For the first time in its history, the College has more women than men volunteering to serve on committees. It is one of the many ways the College is changing and becoming more representative of our membership and the specialty.
“We have more women, in general, in medicine and, in particular, in allergy. Women have come into their own – asserting their involvement and leadership,” says Dana Wallace, MD, FACAAI, past president of the College. She points out we have more work to do to advance women into leadership positions and offers great advice to female College members who are ready to get more involved. This includes finding the right mentors, joining a committee and taking a hands-on approach to College work.
Many of our young female members are already taking steps in this direction. At the College’s recent leadership summit, women represented 67% of the participants. Half of these already serve on committees (two in leadership positions) and nearly all have applied to join committees in 2018. The summit focused on helping young members (under the age of 45) chart their course in leadership and gain the exposure and mentorship they need in support of their advancement. Participants heard from College leaders, including two female committee chairs, Tracy Fausnight, MD, FACAAI (Program Directors Committee) and Janna Tuck, MD, FACAAI (Public Relations Committee) who shared insights on opportunities for advancement within the College. The idea to invite committee chairs to serve as leadership summit faculty came from the 2017 participants who thought it would be beneficial to hear about their role at the committee level. The Program Directors and Public Relations committees have been instrumental in driving strategic initiatives under Vision 2020, and their chairs have played an important role in this work.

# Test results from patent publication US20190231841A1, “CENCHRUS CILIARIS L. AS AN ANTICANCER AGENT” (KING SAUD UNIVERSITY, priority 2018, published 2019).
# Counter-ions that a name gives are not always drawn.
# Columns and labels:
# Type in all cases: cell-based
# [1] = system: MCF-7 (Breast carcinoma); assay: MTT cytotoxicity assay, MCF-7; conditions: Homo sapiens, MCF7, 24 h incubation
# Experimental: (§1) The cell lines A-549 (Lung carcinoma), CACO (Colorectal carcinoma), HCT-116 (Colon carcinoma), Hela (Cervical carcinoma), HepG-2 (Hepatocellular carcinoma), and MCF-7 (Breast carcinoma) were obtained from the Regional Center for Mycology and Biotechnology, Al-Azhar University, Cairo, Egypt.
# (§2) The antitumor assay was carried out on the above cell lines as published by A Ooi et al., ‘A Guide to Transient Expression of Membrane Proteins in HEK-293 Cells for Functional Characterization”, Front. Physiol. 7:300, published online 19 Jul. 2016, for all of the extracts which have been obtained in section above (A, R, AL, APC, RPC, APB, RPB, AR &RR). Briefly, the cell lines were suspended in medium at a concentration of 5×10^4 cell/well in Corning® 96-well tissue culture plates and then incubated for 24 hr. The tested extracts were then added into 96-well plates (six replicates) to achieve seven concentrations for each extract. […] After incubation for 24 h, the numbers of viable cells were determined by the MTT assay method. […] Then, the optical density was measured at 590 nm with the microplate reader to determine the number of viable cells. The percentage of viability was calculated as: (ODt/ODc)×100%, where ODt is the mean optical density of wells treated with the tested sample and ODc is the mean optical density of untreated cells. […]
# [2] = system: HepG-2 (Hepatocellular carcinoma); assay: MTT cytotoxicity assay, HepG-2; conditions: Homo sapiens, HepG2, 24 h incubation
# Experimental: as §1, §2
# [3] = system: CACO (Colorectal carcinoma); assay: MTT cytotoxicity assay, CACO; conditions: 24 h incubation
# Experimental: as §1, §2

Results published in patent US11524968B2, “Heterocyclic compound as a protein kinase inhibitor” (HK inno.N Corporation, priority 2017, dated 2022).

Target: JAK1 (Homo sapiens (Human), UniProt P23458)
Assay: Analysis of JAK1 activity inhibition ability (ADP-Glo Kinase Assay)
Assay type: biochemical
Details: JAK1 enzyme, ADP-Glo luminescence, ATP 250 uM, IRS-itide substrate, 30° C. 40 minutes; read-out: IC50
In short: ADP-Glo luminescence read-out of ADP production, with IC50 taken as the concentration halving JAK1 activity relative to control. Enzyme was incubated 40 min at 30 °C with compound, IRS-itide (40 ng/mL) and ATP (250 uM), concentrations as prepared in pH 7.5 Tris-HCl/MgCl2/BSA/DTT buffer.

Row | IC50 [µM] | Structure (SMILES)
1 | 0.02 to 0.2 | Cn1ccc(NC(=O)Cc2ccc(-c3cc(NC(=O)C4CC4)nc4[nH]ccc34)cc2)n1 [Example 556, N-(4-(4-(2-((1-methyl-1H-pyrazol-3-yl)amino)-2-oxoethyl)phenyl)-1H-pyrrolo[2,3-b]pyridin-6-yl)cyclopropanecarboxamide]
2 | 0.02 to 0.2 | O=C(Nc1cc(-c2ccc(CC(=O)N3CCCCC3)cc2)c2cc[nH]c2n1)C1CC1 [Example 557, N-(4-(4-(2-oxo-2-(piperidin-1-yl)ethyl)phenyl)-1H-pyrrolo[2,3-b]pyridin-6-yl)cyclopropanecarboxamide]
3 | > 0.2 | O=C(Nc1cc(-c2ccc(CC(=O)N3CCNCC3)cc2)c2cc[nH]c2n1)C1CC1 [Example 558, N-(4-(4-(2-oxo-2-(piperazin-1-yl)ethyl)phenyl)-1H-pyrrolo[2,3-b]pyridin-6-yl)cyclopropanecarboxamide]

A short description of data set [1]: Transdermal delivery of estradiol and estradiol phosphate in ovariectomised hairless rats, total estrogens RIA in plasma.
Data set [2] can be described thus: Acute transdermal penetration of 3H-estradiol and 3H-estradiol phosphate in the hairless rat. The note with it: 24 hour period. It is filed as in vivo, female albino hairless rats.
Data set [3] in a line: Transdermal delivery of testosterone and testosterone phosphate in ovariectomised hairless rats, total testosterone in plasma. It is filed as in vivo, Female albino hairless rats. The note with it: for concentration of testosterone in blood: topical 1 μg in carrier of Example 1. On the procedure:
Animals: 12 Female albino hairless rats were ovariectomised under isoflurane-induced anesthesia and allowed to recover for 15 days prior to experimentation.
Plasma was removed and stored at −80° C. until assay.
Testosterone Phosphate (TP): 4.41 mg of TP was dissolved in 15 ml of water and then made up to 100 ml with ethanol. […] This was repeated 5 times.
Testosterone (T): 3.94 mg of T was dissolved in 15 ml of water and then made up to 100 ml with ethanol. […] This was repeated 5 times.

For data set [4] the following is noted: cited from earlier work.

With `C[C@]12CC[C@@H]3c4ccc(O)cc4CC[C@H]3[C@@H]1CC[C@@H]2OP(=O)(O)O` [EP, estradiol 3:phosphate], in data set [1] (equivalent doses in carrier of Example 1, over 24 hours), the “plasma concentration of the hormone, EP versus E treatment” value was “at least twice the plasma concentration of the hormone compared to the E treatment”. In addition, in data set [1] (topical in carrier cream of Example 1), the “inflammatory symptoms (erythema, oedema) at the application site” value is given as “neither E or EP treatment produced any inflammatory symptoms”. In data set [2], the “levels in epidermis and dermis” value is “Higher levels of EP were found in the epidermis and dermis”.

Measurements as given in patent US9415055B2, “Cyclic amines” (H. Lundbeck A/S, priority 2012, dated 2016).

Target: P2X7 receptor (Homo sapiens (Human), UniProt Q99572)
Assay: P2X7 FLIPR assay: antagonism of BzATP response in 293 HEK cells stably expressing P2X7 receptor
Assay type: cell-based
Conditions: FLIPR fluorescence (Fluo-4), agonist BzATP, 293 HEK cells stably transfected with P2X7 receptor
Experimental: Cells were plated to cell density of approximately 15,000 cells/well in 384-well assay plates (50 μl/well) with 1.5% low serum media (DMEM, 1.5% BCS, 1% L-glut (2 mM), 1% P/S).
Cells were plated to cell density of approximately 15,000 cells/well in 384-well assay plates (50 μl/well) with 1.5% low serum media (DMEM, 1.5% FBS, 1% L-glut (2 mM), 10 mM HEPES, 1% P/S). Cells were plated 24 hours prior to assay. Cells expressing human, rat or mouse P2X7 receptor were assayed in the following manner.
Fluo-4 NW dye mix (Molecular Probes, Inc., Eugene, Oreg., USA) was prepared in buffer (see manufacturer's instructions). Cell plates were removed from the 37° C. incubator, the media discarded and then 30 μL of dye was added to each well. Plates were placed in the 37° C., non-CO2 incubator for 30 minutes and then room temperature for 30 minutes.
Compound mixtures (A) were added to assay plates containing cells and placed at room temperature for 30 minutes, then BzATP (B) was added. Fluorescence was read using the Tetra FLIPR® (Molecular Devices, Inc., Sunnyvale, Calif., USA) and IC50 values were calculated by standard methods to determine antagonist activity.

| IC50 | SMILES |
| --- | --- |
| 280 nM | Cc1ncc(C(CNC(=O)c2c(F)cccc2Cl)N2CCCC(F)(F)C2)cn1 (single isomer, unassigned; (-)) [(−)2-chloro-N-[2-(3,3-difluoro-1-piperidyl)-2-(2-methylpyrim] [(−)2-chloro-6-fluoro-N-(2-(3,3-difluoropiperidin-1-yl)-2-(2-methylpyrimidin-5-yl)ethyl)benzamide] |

We asked Luz Fonacier, MD, FACAAI, College treasurer, to comment on what she sees of value in her involvement with the College. “I have committed myself to giving the best care I can to my patients, and I believe there is no better way to maintain and advance my professional knowledge and skills than to be personally involved and intimately immersed in the activities of the College,” says Dr. Fonacier. She adds, “…my work in the College allows me the opportunity to give back, in my own small way, to the specialty and organization that have provided me with an immeasurable amount of professional and personal fulfillment.” Her advice to young female allergists is “…to find a niche, work on your interests, volunteer your time and expertise and don’t be pulled down by disappointment.” She points out, “…there are many demands [placed on women] including our families and getting our priorities right should not deter us from actively working in the College for our specialty.”